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Why Geography?

Why learn Geography?

 

‘You can travel the seas, poles and deserts and see nothing.To really understand the world you need to get under the skin of the people and places. In other words, learn about geography. I can’t imagine a subject more relevant in schools. We’d all be lost without it.

 

 

                                                                           Michael Palin, actor, writer, traveller


          


Geography underpins a lifelong ‘conversation’ about the earth as the home of humankind. Geography therefore contributes to a balanced education for all young people in schools.

 

Geography is not a narrow academic subject for the few. It is fundamental for everyone. It starts very early, when a young child encounters and begins to discover the world. Geography can nourish and enrich a whole lifetime of learning.


Geography fascinates and inspires: the beauty of the earth, the terrible power of earth-shaping forces – these things can take us out of ourselves. Geographical investigation both satisfies and nourishes curiosity.


Geography deepens understanding: many contemporary challenges – climate change, food security, energy choices – cannot be understood without a geographical perspective.


Geography serves vital educational goals: thinking and decision making with geography helps us to live our lives as knowledgeable citizens, aware of our own local communities in a global setting.


Geographers are skilful: using maps and mediated images of people and place, numerical data and graphical modes of communication and getting to grips with the geographic information systems that underpin our lives, make geographers skilful and employable.

 

A high-quality geography education should inspire in students a curiosity and fascination about the world and its people that will remain with them for the rest of their lives. Teaching should equip students with knowledge about diverse places, people, resources and natural and human environments, together with a deep understanding of the Earth’s key physical and human processes. As students progress, their growing knowledge about the world should help them to deepen their understanding of the interaction between physical and human processes, and of the formation and use of landscapes and environments. Geographical knowledge, understanding and skills provide the frameworks and approaches that explain how the Earth’s features at different scales are shaped, interconnected and change over time.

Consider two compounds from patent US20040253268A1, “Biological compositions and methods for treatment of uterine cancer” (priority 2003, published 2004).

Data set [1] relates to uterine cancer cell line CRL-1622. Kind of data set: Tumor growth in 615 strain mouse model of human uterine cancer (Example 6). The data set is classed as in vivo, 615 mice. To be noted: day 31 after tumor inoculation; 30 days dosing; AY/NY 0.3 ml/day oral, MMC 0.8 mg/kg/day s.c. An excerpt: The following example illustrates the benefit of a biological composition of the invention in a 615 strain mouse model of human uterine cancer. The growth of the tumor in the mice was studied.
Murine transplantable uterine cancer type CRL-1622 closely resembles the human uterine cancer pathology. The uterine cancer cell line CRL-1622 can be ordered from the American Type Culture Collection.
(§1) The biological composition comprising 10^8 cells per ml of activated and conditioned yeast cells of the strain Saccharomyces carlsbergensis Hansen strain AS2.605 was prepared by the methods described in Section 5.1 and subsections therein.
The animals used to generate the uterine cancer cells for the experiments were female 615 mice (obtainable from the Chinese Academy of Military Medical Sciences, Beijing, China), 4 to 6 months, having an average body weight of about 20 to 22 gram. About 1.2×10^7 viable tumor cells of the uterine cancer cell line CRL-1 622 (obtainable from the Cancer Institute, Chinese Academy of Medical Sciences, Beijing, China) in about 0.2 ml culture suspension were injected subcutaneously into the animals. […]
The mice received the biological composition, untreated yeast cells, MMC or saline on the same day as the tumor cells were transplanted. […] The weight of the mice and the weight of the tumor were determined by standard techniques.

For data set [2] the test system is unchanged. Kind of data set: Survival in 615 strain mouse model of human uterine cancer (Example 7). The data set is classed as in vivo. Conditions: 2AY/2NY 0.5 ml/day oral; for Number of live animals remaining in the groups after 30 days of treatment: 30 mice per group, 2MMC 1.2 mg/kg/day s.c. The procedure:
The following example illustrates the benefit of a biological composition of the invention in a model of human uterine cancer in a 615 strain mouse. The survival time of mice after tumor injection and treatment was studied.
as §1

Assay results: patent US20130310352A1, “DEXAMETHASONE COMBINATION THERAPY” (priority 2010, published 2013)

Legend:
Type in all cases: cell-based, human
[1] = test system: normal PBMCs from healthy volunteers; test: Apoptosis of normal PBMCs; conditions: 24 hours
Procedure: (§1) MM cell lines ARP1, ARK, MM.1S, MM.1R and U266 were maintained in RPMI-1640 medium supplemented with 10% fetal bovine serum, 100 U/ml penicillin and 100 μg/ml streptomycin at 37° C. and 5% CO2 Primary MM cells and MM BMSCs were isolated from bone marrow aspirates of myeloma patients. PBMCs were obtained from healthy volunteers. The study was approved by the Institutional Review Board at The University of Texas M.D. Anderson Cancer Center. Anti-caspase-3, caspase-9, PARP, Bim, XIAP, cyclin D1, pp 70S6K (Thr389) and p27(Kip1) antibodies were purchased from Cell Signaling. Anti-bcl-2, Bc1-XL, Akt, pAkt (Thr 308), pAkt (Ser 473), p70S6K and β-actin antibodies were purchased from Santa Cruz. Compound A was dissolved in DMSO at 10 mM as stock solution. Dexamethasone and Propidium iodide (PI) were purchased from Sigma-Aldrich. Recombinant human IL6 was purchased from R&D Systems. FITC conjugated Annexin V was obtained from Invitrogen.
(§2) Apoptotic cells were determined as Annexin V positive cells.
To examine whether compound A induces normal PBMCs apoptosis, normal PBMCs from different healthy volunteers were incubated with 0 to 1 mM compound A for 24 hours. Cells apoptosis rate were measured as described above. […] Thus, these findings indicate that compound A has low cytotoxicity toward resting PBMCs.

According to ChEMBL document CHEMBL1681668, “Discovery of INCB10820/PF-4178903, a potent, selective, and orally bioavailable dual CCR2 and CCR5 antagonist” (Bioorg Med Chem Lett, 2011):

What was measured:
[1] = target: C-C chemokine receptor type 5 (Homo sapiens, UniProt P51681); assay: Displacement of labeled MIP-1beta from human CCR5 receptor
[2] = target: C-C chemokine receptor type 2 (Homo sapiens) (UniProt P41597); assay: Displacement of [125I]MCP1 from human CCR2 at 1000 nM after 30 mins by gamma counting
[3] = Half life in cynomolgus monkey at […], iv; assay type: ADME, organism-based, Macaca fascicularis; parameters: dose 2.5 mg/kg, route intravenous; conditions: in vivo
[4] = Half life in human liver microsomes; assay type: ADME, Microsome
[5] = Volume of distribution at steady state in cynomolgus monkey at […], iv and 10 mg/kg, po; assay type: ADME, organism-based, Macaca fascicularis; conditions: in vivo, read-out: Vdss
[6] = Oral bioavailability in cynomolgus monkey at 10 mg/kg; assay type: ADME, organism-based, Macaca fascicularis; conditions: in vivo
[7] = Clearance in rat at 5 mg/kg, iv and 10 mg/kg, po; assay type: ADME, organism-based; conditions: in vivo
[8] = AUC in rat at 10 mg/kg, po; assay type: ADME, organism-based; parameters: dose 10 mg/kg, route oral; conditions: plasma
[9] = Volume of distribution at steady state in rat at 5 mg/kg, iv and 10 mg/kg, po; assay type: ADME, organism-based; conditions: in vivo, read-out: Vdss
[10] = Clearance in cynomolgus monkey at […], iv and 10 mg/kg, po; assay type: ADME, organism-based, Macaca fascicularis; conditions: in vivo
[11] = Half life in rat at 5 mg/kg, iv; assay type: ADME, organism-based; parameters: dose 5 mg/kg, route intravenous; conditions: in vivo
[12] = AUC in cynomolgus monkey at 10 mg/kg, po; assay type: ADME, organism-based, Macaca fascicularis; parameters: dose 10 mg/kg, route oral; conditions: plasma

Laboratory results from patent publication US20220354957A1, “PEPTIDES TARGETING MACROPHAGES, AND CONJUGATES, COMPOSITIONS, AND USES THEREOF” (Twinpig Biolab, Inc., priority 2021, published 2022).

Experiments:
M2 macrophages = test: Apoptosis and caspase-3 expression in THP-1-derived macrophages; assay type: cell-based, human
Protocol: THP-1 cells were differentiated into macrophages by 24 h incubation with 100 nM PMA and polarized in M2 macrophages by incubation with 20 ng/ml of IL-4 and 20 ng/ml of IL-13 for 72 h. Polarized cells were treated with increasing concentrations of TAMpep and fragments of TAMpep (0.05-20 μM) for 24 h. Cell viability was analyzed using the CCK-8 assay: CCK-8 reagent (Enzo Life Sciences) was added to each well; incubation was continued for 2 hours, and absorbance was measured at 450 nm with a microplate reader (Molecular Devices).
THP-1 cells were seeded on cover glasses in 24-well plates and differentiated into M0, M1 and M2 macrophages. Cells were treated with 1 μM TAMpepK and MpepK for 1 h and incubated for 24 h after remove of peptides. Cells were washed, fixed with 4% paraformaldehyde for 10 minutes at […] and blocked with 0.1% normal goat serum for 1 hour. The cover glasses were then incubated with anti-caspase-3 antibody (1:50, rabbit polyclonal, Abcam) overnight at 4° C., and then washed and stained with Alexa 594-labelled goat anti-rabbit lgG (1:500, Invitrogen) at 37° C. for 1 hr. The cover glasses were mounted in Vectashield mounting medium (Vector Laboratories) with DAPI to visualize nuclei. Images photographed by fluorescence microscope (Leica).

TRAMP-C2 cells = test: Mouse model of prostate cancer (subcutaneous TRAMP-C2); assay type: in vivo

Skills we learn in Geography

 

Many students do not realise that geography equips them with a broad range of skills and knowledge, enabling them to make sense of the world. The skills learnt in geography include: 

   collecting

   synthesising and communicating information

   problem solving

   managing data

   teamwork

   using a variety of new technology

   thinking critically and creatively

   planning and organising

   research and report writing

   independent inquiry. 

 

By applying these skills and looking at things geographically, students can understand and work out the best solutions to problems and issues.



Aims of Geography at Braidwood School

 

The national curriculum for geography aims to ensure that all students:

 

  • develop contextual knowledge of the location of globally significant places – both terrestrial and marine – including their defining physical and human characteristics and how these provide a geographical context for understanding the actions of processes

 

  • understand the processes that give rise to key physical and human geographical features of the world, how these are interdependent and how they bring about spatial variation and change over time

 

  • are competent in the geographical skills needed to:


        • collect, analyse and communicate with a range of data gathered through experiences of fieldwork that deepen their understanding of geographical processes


        • interpret a range of sources of geographical information, including maps, diagrams, globes, aerial photographs and Geographical Information Systems (GIS)


        • communicate geographical information in a variety of ways, including through maps, numerical and quantitative skills and writing at length.


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